The political economy of US polarisation
Reversing the narrative
Over the past three decades, political polarisation has taken on increasing significance in American politics, with notable acceleration in the past six years. After reviewing several events, this talk by Professor William D. Ferguson will relate these developments to interactions between political/economic interests and two types of conceptual frameworks: worldviews regarding government and class interests, and a contrast between class-oriented as opposed to ethnic/racial identities.
A simple model based on pure interests can account for many developments between the 1930s and mid-1970s, but it cannot account for subsequent developments. After offering some background on shared mental models, narratives, political entrepreneurship, economic shocks, and rising inequality, this talk will address interactions between interests and the contrast between a laissez-faire/trickle-down worldview on the one hand and a regulatory/class conflict worldview on the other.
Whereas this broader approach can account for many developments between 1978 and 1990, it fails to address many subsequent developments. For the post-1990 period, this talk will sketch a more comprehensive model that also incorporates a contrast between class-based and racial/ethnic shared identities, with attention to interactions with both interests and worldviews and how political entrepreneurship, with attendant narratives, has framed such interactions. Accelerating polarisation ensues. Discussion will close with several ideas on reversing polarisation, beginning with inclusive counter-narratives and attention to providing economic benefits for the less well off.
This event will also be streamed live on our YouTube channel.
William D. Ferguson is the Gertrude B. Austin Professor of Economics at Grinnell College. His current research focuses on institutional political economy of development, with attention to collective-action problems and political settlements, using game-theoretic logic. His recent book, The Political Economy of Collective Action, Inequality, and Development, proposes a framework for development theory that combines a typology of political settlements with analysis of associated developmental collective-action problems. This book offers a sequel to his 2013 book, Collective Action and Exchange: A Game-Theoretic Approach to Contemporary Political Economy, which begins with microfoundations of collective-action problems before proceeding to a game-theoretic approach to power, informal and formal institutions, policymaking, and economic growth. Most recently, he is one of six co-authors of Political Settlements & Development: Theory, Evidence, Implications. In 2010-11, while visiting the Ostrom Workshop at Indiana University, he discussed his first book manuscript with the late Elinor Ostrom. Professor Ferguson’s earlier research concerns theory of implicit bargaining power in employment relationships. He has taught classes on political economy, applied game theory, labor economics, and policy analysis. He is past Secretary-Treasurer of the Midwest Economics Association and chair and (key) founder of Grinnell’s Policy Studies Concentration. Professor Ferguson lives in Grinnell, Iowa with his wife, Claudia Beckwith. They have 30-year-old twins, Caitlin and Taylor.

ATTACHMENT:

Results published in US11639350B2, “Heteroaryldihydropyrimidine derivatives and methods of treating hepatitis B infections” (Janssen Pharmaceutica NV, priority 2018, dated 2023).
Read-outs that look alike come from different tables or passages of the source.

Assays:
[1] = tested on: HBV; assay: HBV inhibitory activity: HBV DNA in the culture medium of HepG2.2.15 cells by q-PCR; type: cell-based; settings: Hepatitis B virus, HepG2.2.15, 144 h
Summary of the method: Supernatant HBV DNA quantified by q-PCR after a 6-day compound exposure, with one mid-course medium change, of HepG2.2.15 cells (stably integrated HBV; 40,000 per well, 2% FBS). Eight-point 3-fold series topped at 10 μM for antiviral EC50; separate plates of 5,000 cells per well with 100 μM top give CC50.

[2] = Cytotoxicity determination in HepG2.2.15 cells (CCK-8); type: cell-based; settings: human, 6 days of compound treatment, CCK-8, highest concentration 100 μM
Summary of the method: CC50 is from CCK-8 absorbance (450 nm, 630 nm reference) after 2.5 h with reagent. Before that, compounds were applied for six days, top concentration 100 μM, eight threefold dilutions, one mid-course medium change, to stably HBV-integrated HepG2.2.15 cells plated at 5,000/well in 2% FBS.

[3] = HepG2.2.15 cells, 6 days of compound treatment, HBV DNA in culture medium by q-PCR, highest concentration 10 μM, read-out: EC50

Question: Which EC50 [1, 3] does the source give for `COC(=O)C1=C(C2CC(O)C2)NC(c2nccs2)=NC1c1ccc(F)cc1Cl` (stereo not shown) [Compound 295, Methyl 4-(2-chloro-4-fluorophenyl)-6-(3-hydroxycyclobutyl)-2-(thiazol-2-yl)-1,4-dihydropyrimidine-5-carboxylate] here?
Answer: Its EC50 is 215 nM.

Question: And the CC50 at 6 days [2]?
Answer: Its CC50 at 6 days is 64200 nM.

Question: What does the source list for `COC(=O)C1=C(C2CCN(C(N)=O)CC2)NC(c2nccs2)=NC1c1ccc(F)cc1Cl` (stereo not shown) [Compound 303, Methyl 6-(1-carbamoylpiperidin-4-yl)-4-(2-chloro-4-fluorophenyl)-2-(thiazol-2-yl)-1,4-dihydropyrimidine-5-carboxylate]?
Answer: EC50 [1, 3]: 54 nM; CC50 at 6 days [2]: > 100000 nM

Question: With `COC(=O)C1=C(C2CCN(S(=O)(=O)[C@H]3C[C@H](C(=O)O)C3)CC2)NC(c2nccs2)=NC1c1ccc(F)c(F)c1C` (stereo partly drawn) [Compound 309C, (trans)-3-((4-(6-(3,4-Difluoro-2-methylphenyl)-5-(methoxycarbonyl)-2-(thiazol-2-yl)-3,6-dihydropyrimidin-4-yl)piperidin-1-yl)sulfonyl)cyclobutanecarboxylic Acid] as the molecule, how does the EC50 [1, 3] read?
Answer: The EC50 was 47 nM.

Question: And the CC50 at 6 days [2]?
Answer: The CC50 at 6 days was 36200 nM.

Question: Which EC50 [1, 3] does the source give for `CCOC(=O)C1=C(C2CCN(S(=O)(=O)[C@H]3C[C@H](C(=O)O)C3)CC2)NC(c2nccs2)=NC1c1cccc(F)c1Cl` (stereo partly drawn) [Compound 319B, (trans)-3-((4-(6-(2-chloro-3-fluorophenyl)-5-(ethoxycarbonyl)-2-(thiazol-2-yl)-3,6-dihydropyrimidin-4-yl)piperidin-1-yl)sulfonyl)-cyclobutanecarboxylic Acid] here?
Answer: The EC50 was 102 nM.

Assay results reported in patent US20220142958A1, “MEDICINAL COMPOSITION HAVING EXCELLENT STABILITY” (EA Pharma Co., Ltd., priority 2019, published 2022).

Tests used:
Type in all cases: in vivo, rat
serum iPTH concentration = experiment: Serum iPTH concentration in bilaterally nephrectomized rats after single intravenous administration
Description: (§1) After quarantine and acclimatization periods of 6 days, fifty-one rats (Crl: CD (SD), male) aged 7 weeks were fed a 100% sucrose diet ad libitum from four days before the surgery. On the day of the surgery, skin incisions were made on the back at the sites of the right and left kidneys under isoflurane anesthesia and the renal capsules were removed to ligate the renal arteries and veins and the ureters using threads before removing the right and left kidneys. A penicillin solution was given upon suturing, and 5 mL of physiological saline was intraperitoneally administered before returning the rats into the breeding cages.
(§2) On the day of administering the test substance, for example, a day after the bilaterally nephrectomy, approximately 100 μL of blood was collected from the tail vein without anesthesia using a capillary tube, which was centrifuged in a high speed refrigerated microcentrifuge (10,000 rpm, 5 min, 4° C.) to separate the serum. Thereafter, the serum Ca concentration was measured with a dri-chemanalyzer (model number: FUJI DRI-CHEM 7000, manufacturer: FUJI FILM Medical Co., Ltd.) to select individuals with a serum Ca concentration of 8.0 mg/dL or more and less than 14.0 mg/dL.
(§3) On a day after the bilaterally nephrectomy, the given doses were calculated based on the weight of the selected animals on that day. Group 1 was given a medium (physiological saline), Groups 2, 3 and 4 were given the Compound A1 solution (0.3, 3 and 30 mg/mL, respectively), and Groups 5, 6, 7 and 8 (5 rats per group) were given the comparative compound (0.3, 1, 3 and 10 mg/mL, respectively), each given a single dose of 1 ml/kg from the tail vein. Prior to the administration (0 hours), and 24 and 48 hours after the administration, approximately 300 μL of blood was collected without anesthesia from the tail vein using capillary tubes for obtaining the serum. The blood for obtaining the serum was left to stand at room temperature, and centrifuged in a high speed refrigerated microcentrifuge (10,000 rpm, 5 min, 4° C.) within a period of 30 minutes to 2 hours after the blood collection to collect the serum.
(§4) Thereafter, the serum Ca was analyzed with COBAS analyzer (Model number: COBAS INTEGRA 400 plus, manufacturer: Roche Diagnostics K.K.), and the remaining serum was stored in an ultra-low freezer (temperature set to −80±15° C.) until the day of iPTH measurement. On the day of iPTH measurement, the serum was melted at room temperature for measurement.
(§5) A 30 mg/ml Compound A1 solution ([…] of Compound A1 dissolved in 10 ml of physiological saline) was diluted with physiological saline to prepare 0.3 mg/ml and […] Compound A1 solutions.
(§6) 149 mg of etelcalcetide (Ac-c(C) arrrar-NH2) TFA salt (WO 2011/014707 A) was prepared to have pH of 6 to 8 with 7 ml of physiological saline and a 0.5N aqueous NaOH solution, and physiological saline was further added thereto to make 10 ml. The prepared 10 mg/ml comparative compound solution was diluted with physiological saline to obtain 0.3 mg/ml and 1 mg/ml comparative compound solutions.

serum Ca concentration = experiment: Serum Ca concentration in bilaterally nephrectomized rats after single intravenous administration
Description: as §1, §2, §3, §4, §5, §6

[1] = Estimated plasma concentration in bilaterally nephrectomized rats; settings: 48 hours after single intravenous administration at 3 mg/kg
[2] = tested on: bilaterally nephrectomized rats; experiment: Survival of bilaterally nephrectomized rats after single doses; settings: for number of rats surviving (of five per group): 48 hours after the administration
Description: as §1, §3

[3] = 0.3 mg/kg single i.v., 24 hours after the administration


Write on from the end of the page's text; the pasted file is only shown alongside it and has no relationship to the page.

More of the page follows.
Dr Maya Tudor’s research investigates the origins of stable, democratic and effective states across the developing world, with a particular emphasis upon South Asia. She was educated at Stanford University (BA in Economics) and Princeton University (MPA in Development Studies and PhD in Politics and Public Policy). She has held fellowships at Harvard University’s Belfer Center for Science and International Affairs, Oxford University’s Centre for the Study of Inequality and Democracy, and Stanford University's Center for Advanced Study in the Behavioral Sciences.
She is currently working on two book manuscripts, a comparative study of nationalisms and democracy in Asia and a critical review of nationalism research (Cambridge University Press). Her last book, The Promise of Power (Cambridge University Press, 2013), was based upon her 2010 dissertation, which won the American Political Science Association’s Gabriel Almond Prize for the Best Dissertation in Comparative Politics. The book investigates the origins of India and Pakistan’s puzzling regime divergence in the aftermath of colonial independence. She is also the author of articles in Comparative Politics, Party Politics, Perspectives on Politics, Annual Review of Political Science, and Indian Politics and Policy. Her writing has also appeared in Foreign Affairs, The Hindu, New Statesman, Washington Post, and Indian Express.
Before embarking on an academic career, Maya worked as a Special Assistant to Chief Economist Joseph Stiglitz at the World Bank, at UNICEF, in the United States Senate, and at the Bangladesh Rural Advancement Committee. A dual citizen of Germany and the United States, she has lived and worked in Bangladesh, Germany, France, India, Kenya, Pakistan, the Philippines, the United Kingdom and the United States.